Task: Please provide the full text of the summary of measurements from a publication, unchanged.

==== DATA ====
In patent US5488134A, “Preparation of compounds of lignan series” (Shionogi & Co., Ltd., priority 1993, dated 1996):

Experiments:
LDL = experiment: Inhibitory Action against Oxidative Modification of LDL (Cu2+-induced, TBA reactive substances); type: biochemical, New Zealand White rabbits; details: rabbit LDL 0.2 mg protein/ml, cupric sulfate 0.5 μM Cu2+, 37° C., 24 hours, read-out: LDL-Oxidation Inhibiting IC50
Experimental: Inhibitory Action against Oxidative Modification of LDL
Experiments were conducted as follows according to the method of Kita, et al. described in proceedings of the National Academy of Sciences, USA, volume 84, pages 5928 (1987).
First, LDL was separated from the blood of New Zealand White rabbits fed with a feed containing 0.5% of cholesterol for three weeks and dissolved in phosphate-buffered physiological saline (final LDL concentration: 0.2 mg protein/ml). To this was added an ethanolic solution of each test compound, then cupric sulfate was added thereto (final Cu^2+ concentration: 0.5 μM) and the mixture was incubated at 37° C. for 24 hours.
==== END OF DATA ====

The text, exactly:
In patent US5488134A, “Preparation of compounds of lignan series” (Shionogi & Co., Ltd., priority 1993, dated 1996):

Experiments:
LDL = experiment: Inhibitory Action against Oxidative Modification of LDL (Cu2+-induced, TBA reactive substances); type: biochemical, New Zealand White rabbits; details: rabbit LDL 0.2 mg protein/ml, cupric sulfate 0.5 μM Cu2+, 37° C., 24 hours, read-out: LDL-Oxidation Inhibiting IC50
Experimental: Inhibitory Action against Oxidative Modification of LDL
Experiments were conducted as follows according to the method of Kita, et al. described in proceedings of the National Academy of Sciences, USA, volume 84, pages 5928 (1987).
First, LDL was separated from the blood of New Zealand White rabbits fed with a feed containing 0.5% of cholesterol for three weeks and dissolved in phosphate-buffered physiological saline (final LDL concentration: 0.2 mg protein/ml). To this was added an ethanolic solution of each test compound, then cupric sulfate was added thereto (final Cu^2+ concentration: 0.5 μM) and the mixture was incubated at 37° C. for 24 hours.